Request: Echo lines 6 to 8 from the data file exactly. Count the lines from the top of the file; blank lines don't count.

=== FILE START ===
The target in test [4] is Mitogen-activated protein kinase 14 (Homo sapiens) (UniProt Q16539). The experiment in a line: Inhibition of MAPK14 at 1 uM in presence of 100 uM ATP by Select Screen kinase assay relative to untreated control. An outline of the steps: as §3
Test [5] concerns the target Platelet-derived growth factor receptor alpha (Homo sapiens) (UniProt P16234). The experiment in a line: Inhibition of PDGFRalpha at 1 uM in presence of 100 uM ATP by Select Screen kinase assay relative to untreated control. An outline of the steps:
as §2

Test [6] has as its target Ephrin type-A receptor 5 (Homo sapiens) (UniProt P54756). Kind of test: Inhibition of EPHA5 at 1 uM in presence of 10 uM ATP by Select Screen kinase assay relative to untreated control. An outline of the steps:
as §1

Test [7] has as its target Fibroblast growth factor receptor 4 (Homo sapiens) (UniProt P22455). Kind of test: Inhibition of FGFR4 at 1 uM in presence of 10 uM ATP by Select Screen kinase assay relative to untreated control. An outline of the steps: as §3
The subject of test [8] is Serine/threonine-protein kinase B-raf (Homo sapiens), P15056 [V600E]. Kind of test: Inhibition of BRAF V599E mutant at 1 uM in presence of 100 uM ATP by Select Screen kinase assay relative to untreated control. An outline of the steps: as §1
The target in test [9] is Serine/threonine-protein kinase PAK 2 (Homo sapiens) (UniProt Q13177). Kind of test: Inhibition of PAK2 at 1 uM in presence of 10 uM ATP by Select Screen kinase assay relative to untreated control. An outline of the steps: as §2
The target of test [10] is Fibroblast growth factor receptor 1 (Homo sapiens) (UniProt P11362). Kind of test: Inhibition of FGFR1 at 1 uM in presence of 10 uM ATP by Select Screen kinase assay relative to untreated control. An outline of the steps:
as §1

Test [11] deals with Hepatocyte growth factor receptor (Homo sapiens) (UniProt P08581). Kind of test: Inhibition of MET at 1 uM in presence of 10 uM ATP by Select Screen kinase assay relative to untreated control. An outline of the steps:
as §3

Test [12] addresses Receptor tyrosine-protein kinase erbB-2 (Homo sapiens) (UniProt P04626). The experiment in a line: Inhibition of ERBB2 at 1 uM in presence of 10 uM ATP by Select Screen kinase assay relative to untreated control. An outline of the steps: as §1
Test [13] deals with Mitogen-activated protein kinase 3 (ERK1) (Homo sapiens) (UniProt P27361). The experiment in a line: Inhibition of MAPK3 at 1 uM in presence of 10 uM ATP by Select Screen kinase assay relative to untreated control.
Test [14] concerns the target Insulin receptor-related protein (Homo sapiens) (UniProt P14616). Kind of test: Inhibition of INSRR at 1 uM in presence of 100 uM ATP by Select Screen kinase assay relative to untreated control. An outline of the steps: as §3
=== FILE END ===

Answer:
Test [7] has as its target Fibroblast growth factor receptor 4 (Homo sapiens) (UniProt P22455). Kind of test: Inhibition of FGFR4 at 1 uM in presence of 10 uM ATP by Select Screen kinase assay relative to untreated control. An outline of the steps: as §3
The subject of test [8] is Serine/threonine-protein kinase B-raf (Homo sapiens), P15056 [V600E]. Kind of test: Inhibition of BRAF V599E mutant at 1 uM in presence of 100 uM ATP by Select Screen kinase assay relative to untreated control. An outline of the steps: as §1
The target in test [9] is Serine/threonine-protein kinase PAK 2 (Homo sapiens) (UniProt Q13177). Kind of test: Inhibition of PAK2 at 1 uM in presence of 10 uM ATP by Select Screen kinase assay relative to untreated control. An outline of the steps: as §2